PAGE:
Monday, November 14, 2011

BLAME THE FRATERNITY, NOT THE FANS


The crowd turnout at the recent matches in India has been a major issue of concern for anyone with mildest interest in cricket. Traditionally ODIs and T20s atleast have managed to draw a decent turnout until the recently concluded India Vs England series, wherein even the traditional venues like Mohali, Kotla, Eden and Wankhede failed to draw fans to the ground. The reports about the meagre sell out at Eden Gardens for the ongoing test match is not too heartening.
          

Eden Garden of the olden days. Sprawling beauty with full house.
  A look into the reasons for this is dampening. In the past year or so, there has been nonstop cricket played by Team India and in India in general. While player burnout is another topic for another day, one has to look into the plate of fans. Just 5 days after the much revered victory coming after 28 yes, IPL started with fans being forced to switch allegiance. There was literally no time to savour a win that has been the expectation of fans and players alike, coming after 28 years. 

Starting with the Newzeland series last year, followed by World Cup and IPL and CLT20 to the England ODIs and now the West Indies tour there has been endless cricket for the fans too follow. It is too much even for the most faithful and interested fan. The cricket fan has had no time to relive a special innings or a wonderful spell.

The next factor to be considered is the pricing of tickets for matches. An IPL or a World Cup ticket at Rs 800/- per seat for a reasonable view in the stadium is accepted because of the patronage they receive. But this year’s IPL and CLT20 has disproved this belief too. Especially the lack of crowd for CLT20 this season was palpable. The over pricing of tickets is no doubt a main cause in this issue. To add to the woes, the queue one has to take for purchasing the tickets in stadium too is quite demanding. There is no such provision to buy tickets on the day of the match at the stadium. Few rants by the fans in cricket websites were a cheese in cake. 

Eden Gardens in recently concluded India Vs England ODI.
Coming to the most critical issue namely the scheduling of matches, a look into the itinerary of West Indies tour to India is a case at hand. With continuous crying of the low crowd turnout, one can’t understand how the Board scheduled matches in week days? The first test started on Sunday and ended on Thursday and the Second has started on Monday and will end on Friday. The Third test is scheduled to begin on Tuesday and end on Saturday. Even the ODIs are missing the weekend bus. Apart from last ODI at Chennai, all the others are scheduled on weekdays. How on the earth can they expect fans to throng the stadium when the matches are on workdays?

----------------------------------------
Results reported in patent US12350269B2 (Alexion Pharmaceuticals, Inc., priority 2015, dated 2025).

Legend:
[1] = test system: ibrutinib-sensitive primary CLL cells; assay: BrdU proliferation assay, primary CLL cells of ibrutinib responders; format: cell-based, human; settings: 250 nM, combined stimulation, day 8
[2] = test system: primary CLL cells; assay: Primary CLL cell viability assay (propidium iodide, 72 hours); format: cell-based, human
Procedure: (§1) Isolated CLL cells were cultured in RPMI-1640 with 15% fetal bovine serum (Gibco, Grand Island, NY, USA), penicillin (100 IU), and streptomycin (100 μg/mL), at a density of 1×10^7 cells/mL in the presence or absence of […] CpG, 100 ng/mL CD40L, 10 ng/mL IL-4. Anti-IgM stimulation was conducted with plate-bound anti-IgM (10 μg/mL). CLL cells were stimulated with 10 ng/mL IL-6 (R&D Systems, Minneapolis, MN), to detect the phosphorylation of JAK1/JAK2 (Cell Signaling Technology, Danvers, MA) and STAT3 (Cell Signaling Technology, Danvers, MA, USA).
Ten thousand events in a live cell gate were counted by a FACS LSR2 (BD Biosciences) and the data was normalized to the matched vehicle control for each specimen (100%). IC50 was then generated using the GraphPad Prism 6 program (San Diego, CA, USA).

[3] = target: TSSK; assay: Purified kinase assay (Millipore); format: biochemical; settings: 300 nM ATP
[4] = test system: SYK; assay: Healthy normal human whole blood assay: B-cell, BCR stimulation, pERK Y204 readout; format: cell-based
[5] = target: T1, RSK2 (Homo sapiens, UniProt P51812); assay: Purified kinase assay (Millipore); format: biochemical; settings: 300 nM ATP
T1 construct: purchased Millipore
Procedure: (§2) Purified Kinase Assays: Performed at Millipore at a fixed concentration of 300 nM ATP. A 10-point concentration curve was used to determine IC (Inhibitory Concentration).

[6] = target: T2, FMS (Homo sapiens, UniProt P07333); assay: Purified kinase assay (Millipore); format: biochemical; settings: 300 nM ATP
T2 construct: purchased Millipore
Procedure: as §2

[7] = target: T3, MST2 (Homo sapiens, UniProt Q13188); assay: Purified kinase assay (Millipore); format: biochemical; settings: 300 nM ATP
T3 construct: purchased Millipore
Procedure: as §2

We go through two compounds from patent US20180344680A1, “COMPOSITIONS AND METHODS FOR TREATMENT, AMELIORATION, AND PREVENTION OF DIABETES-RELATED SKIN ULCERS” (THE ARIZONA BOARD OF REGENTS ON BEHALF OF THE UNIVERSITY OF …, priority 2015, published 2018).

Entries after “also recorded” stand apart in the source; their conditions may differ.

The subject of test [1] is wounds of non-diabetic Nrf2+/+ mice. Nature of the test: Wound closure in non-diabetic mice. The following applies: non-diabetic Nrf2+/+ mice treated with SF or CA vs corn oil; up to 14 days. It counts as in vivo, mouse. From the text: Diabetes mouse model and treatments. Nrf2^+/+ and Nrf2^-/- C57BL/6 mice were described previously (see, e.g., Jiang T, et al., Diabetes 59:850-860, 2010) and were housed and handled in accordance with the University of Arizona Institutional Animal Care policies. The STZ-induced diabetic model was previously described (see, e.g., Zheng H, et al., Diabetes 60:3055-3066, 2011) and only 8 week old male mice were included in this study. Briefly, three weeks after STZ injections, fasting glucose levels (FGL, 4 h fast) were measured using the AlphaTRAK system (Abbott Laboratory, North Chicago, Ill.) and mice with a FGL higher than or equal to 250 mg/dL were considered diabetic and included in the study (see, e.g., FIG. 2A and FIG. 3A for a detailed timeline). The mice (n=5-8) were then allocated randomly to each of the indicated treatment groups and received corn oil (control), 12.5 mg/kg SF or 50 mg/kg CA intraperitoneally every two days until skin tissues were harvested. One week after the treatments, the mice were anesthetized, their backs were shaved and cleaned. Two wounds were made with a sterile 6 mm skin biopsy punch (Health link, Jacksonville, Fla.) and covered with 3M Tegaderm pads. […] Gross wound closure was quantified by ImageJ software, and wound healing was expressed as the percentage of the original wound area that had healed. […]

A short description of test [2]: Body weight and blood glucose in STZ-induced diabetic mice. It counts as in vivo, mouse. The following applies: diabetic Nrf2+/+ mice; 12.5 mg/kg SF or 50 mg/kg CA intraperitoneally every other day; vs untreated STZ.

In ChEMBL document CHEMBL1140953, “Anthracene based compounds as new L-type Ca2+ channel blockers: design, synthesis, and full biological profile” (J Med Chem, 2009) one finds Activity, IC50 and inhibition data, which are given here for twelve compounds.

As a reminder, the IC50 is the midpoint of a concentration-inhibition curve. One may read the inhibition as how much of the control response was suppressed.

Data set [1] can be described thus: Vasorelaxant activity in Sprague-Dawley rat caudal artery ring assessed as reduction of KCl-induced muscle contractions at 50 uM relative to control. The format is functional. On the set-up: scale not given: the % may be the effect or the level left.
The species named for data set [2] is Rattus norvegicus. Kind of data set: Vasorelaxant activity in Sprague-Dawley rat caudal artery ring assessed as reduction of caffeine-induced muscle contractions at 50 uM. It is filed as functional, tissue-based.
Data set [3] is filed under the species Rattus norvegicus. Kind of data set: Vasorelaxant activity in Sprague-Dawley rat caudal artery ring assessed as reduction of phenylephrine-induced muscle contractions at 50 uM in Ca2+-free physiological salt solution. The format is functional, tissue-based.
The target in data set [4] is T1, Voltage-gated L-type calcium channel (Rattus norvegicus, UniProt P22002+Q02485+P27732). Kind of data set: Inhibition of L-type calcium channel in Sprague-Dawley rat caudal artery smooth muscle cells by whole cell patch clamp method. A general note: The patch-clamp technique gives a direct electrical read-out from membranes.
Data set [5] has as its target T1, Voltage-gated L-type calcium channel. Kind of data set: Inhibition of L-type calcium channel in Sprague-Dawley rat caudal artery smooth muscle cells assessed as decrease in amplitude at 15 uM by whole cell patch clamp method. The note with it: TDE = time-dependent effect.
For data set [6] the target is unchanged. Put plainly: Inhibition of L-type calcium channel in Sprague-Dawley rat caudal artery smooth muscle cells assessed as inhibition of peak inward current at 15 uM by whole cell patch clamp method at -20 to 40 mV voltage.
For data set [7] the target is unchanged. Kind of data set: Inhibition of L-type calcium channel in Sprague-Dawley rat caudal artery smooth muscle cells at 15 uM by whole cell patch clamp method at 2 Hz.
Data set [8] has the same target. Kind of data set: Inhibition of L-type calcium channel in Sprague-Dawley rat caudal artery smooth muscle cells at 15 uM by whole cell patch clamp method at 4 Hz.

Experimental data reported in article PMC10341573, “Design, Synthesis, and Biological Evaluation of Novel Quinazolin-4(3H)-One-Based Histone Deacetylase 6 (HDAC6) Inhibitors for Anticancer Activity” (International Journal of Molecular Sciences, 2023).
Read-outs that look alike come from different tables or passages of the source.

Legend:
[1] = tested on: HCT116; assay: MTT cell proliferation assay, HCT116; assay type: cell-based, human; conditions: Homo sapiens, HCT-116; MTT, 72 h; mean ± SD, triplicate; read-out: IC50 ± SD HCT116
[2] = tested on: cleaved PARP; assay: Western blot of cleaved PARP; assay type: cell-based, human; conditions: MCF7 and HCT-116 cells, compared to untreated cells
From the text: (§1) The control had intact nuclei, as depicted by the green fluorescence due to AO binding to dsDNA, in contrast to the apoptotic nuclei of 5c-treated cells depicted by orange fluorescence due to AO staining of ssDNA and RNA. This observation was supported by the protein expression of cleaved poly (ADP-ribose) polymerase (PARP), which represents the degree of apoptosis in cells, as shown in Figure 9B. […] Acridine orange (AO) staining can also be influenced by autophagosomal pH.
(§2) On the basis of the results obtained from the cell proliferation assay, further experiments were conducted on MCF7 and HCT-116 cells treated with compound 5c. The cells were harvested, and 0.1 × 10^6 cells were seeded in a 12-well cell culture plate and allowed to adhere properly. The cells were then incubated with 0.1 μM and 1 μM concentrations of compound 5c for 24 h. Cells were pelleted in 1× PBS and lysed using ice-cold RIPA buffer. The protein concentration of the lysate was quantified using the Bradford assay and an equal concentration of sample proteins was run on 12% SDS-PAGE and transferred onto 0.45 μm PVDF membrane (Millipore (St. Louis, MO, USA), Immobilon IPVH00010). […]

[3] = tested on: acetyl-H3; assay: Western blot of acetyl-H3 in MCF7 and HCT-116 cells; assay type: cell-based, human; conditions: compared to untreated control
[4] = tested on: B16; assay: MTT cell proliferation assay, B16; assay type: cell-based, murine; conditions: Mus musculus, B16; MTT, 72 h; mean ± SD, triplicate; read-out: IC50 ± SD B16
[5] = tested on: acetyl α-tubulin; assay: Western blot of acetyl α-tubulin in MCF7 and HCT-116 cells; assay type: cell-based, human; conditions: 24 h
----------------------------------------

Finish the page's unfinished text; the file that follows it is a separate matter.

The present media explosion has been so powerful that one need not necessarily rely on television and radio commentaries to get live updates. Live scores are being updated by umpteen numbers of cricket websites and live streaming has been made available to the followers online. This provides the fans a better access to the matches than it was a decade back.

Considering all this factors, it’s high time that the administrators consider the fans perspective before they zero down the itineraries. Cricket is still a game of fans to be watched live and not a telecast enterprise. Time is ripe for those in power to have the fans in mind before they make a schedule. Else the day is not far when cricket, the game we love and cherish will soon become an all television exercise. Let us hope the administrators take this poor turnout as a wakeup call and alter their ways in near future. Long live the Game of Cricket.

3 comments:

  1. Albeit I agree that administrators are to be blamed for the weird scheduling today, I believe that cricket is missing some of the great names like Glenn McGrath, Brian Lara, Flintoff who pulled crowds into the stadiums in any format of the game. Unfortunately the game is left with only a handful of big names. Perhaps this could be one of the reasons for poor turnout in some of the matches in India's cricketing season.

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  2. In terms of format IPL and CLT were the same. But the packaging made the difference. The average Indian is less about cricket per se and more about the personalities associated with it. For instance, in the first IPL Deccan Chargers had on paper the best team but it drew less attention than KKR because of the team owners. So unless it is packaged well Test cricket will be confined to die hards. This is another reason to be addedto teh ones you have listed.

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